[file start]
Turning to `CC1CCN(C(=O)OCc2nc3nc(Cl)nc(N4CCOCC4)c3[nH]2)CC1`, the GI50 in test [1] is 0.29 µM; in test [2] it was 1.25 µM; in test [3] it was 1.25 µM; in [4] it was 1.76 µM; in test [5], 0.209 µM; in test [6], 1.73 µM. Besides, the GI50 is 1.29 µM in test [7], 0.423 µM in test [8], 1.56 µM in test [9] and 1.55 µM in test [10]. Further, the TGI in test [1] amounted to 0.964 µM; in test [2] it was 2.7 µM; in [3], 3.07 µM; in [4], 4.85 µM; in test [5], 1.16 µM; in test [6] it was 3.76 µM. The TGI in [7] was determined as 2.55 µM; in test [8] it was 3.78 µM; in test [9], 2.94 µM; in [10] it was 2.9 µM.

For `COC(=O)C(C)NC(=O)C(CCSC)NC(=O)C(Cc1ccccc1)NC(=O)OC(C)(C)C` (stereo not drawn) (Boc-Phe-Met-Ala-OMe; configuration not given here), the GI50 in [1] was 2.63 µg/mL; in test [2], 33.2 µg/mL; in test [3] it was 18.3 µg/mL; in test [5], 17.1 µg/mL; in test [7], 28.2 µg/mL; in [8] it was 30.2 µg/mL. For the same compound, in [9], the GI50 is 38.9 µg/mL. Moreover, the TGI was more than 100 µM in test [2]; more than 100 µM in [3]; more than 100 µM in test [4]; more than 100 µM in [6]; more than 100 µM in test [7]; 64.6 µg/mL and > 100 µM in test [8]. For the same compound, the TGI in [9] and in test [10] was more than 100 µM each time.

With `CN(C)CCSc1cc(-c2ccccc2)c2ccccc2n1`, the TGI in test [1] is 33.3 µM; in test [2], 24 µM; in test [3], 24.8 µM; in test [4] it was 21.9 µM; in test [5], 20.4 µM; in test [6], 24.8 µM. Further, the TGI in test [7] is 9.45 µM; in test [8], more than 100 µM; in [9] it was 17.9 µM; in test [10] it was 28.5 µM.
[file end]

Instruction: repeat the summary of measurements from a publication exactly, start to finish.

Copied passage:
Turning to `CC1CCN(C(=O)OCc2nc3nc(Cl)nc(N4CCOCC4)c3[nH]2)CC1`, the GI50 in test [1] is 0.29 µM; in test [2] it was 1.25 µM; in test [3] it was 1.25 µM; in [4] it was 1.76 µM; in test [5], 0.209 µM; in test [6], 1.73 µM. Besides, the GI50 is 1.29 µM in test [7], 0.423 µM in test [8], 1.56 µM in test [9] and 1.55 µM in test [10]. Further, the TGI in test [1] amounted to 0.964 µM; in test [2] it was 2.7 µM; in [3], 3.07 µM; in [4], 4.85 µM; in test [5], 1.16 µM; in test [6] it was 3.76 µM. The TGI in [7] was determined as 2.55 µM; in test [8] it was 3.78 µM; in test [9], 2.94 µM; in [10] it was 2.9 µM.

For `COC(=O)C(C)NC(=O)C(CCSC)NC(=O)C(Cc1ccccc1)NC(=O)OC(C)(C)C` (stereo not drawn) (Boc-Phe-Met-Ala-OMe; configuration not given here), the GI50 in [1] was 2.63 µg/mL; in test [2], 33.2 µg/mL; in test [3] it was 18.3 µg/mL; in test [5], 17.1 µg/mL; in test [7], 28.2 µg/mL; in [8] it was 30.2 µg/mL. For the same compound, in [9], the GI50 is 38.9 µg/mL. Moreover, the TGI was more than 100 µM in test [2]; more than 100 µM in [3]; more than 100 µM in test [4]; more than 100 µM in [6]; more than 100 µM in test [7]; 64.6 µg/mL and > 100 µM in test [8]. For the same compound, the TGI in [9] and in test [10] was more than 100 µM each time.

With `CN(C)CCSc1cc(-c2ccccc2)c2ccccc2n1`, the TGI in test [1] is 33.3 µM; in test [2], 24 µM; in test [3], 24.8 µM; in test [4] it was 21.9 µM; in test [5], 20.4 µM; in test [6], 24.8 µM. Further, the TGI in test [7] is 9.45 µM; in test [8], more than 100 µM; in [9] it was 17.9 µM; in test [10] it was 28.5 µM.